"To improve is to change. To be perfect is to change often." - Winston Churchill
Forrester has a new report out discussing the dynamic evolution that traditional IT services providers are going to experience over the next several years. This analysis is very timely and it addresses a combination of external drivers that I have been writing and speaking about for the past several years. The authors, John C. McCarthy and Pascal Matzke have done a masterful job in codifying the thinking around these externalities and their impact to the existing IT service provider business model. This excerpt from the executive summary delivers the high-level on the emerging metamorphosis.
“The tech services market is about to undergo a massive transformation that will call traditional provider business models into question. Four factors will combine to dramatically change the dynamics, economics, and competitive landscape of IT services over the next three to four years: 1) the “restructuring economy”; 2) innovation moving to the edge of the enterprise; 3) the redefining of buying and governance dynamics in accounts; and 4) “as-a-service” becoming the norm.”
For those that have been engaged in surveying the technology market landscape over the past decade, the conclusions McCarthy/Matzke draw from their analysis is no surprise. Unfortunately, few of those individuals appear to actually work for the major players in global tech services because those firms have made few, if any, alterations to the business model they have employed for the past 15 years. As innovation in IT moved from the data center to the business units, on-demand/as-a-service and other cloud-based solutions gained traction, and social/mobile activity emerged as integral parts of the technology platform, Nero fiddled.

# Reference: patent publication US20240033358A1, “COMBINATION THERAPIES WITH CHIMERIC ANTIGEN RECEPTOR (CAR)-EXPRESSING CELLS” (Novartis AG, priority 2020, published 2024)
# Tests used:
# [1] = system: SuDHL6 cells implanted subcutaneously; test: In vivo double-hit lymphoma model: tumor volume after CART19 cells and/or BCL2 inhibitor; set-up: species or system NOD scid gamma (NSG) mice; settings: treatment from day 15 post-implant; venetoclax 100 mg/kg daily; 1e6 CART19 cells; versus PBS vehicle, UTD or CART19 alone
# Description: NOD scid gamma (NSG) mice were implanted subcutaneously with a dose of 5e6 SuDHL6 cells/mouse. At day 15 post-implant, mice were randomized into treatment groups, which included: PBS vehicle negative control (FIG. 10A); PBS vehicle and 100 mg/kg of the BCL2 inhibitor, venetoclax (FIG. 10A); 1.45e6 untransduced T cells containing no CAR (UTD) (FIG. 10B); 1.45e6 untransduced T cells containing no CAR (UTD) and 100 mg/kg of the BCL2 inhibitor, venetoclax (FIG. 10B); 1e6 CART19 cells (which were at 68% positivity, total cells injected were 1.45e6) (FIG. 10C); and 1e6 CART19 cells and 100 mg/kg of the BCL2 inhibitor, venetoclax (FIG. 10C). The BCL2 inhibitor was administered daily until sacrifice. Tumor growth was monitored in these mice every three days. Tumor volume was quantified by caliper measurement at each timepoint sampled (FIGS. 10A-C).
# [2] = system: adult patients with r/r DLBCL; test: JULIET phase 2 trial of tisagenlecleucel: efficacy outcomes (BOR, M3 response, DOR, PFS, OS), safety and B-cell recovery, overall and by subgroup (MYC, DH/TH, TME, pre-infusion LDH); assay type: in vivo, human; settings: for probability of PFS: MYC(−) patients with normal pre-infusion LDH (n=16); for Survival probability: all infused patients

And the hits just keep coming. The Forrester report offers a forecast of why and how the IT services model of today will cease to exist by 2020.
- Forrester sees at least nine new services entering the market as cloud/SaaS redefine the services business.
- Selective sourcing and utility pricing models broaden their footprints.
- Digital natives and the advance of business (unit) buyers push traditional IT into the background.
- Standardization in cloud/SaaS solutions create pricing transparency and profound pricing pressure on traditional service models.
- Cloud/SaaS drive increasing standardization and process industrialization of services leading to delivery models based on solution partner ecosystems.
From my perspective, the most provocative item in the report is the following table that contrasts the top ten service providers in 2010 with a forecast of what the top 10 will look like in 2020.
Looks like a whole lotta growth, death and consolidation in the sector. Ten years may seem like a lot of time for the current top ten to embrace and adapt to this new environment, but the truth is that this evolution has been ongoing for at least five years. Too many of the incumbents lack the cultural and operational survival instincts to revolutionize their business models. Some of the logos we have come to recognize in the global tech services space have already vanished. It will be interesting to watch how this all plays out over the next decade.